Women of Color Face Unique Struggles Working for Large Law Firms

Yarelyn Mena and Edgar M. Rivera, Esq.

Women of color are leaving large firms at an alarming rate. According to the ABA Commission on Women in the Profession (the”Commission”), 85 percent of minority female attorneys in the United States leave large firms within seven yeas of hiring. This high attrition rate is largely due to the unique problems that women of color face at large law firms.

The Commission’s research concludes that women of color leave lucrative large firm jobs because they feel forced out due to discrimination, isolation and constant microaggressions. In 2003, it found that “in both law firms and corporate legal departments, women of color receive less compensation than men and white women; are denied equal access to significant assignments, mentoring and sponsorship opportunities; receive fewer promotions; and have the highest rate of attrition.” These problems force women of color to leave big law, resulting in the same problems for future generations, causing perpetual underrepresentation.

Having someone who relates to and supports you is an invaluable asset that women of color particularly struggle to find. Typically, associates advance at large law firms due to a partner’s endorsement. A partner’s insight and support can be instrumental for a successful legal career. The ABA Journal states, “Mentoring is… more critical to a lawyer’s success and mobility than the number of billable hours one generates.” Because partners are still predominantly male and white, and people generally identify themselves most strongly with those similar to them, women of color often do not have the opportunity to cultivate a relationship with partners at the firm, leaving them socially and professionally alienated.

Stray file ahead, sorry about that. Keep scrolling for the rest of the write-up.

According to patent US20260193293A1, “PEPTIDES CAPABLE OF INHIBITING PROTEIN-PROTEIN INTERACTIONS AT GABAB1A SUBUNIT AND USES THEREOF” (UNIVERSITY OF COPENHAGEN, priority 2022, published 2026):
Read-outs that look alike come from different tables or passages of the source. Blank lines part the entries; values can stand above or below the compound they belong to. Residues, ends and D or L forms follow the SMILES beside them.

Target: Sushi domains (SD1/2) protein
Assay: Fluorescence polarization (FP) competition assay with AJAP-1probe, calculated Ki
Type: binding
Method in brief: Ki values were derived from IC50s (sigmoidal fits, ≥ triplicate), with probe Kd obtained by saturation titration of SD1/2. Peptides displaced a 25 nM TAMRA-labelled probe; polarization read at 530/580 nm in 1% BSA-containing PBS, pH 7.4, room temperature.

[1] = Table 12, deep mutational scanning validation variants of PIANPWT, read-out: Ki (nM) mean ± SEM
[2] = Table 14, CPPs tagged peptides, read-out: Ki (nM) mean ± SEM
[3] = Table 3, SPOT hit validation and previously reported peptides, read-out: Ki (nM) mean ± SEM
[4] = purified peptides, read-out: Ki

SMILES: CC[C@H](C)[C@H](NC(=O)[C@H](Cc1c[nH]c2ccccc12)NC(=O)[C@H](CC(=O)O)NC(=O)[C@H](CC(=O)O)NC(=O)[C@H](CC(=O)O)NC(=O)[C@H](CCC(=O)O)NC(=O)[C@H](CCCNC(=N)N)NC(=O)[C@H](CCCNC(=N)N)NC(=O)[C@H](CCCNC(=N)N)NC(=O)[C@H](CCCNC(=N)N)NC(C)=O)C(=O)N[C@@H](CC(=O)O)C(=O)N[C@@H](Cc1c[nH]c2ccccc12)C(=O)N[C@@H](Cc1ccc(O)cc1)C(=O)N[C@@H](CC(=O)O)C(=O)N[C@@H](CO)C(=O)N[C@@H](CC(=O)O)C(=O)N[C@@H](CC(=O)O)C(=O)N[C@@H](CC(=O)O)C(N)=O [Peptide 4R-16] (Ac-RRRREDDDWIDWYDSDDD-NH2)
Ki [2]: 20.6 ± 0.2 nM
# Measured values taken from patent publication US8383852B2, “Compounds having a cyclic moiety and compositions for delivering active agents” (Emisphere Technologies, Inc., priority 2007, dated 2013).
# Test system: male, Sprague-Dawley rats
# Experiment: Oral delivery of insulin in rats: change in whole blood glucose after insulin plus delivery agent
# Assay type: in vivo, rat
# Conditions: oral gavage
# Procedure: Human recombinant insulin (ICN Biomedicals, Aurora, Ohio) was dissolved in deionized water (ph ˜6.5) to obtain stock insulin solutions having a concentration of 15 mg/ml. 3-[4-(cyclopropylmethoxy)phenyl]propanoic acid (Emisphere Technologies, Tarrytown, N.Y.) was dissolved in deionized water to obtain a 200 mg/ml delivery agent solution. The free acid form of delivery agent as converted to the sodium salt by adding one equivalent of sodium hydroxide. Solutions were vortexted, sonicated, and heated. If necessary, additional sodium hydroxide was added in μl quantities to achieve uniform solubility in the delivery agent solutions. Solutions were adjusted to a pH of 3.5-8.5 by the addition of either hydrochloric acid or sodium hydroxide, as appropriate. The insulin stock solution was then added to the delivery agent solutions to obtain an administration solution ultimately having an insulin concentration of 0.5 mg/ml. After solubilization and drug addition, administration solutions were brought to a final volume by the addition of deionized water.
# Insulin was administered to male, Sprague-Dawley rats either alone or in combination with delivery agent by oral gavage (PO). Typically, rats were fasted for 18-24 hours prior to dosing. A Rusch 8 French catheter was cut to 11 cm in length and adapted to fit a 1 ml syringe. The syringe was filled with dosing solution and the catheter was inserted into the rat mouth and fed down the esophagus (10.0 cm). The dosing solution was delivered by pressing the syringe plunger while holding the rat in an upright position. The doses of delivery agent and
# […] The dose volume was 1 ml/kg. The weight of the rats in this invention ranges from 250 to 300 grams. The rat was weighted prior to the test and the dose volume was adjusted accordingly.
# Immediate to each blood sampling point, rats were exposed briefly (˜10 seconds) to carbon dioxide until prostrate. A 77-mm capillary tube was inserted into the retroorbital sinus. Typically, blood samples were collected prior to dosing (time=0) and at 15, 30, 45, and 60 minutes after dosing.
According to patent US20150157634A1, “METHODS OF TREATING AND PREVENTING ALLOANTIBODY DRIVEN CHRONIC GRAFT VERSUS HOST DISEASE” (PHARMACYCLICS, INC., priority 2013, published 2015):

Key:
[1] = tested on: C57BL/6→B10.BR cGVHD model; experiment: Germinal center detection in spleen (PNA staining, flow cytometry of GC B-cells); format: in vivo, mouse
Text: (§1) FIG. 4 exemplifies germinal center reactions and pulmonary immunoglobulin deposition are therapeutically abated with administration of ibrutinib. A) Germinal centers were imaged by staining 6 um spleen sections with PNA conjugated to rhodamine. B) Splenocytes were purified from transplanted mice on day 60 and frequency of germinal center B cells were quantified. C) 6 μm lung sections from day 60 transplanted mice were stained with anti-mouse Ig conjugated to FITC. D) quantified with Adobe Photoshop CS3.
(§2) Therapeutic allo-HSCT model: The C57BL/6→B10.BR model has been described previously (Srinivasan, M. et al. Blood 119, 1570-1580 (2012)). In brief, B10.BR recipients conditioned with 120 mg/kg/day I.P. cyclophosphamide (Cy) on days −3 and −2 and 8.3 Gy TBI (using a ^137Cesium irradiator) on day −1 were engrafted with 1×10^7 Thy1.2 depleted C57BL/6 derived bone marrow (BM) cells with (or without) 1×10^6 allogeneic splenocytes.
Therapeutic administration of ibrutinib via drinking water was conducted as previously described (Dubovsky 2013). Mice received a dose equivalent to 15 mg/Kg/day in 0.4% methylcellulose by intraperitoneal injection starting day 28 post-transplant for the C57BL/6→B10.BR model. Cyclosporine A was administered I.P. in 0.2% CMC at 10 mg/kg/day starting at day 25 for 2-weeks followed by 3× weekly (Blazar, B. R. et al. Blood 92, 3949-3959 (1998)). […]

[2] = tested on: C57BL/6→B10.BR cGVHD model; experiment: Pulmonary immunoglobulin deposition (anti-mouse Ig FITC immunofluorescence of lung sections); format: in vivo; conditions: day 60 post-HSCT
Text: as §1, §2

Additionally, most existing diversity initiatives leave out women of color. Arin Reeves—president of Nextions, a Chicago-based consulting firm studying unconcious biases in corporate America—agrees: “Most gender strategies affect the majority of people in that gender category, which are white women. Racial and ethnic strategies are created around biases involving minority men. But women of color have the highest attrition rate. This is a group impacted by both gender and racial bias, so they will be impacted at twice the rates.” In sum, the women promoted tend to be white and the minorities male; therefore, women of color are left out.

In response to the multitude of barriers women of color face, law firms have been pushing to implement diversity initiatives; however, these efforts have not done enough to solve the problem as they only aim to hire more women of color but not change their employment experience or promote them. The result is an overwhelming majority of white males making up equity partners at law firms (women make up a mere 18 percent, most of whom are also white).

Widespread mentorship initiatives have the potential to prevent feelings of isolation, lack of partner sponsorship and unequal assignments, thereby keeping the talent of women of color attorneys in these firms and promoting their upward mobility. Law firms, always eager to recruit capable and intellectual individuals, must do more to keep talented women of color.

If you have felt discriminated against for your gender or race, please contact The Harman Firm, LLP.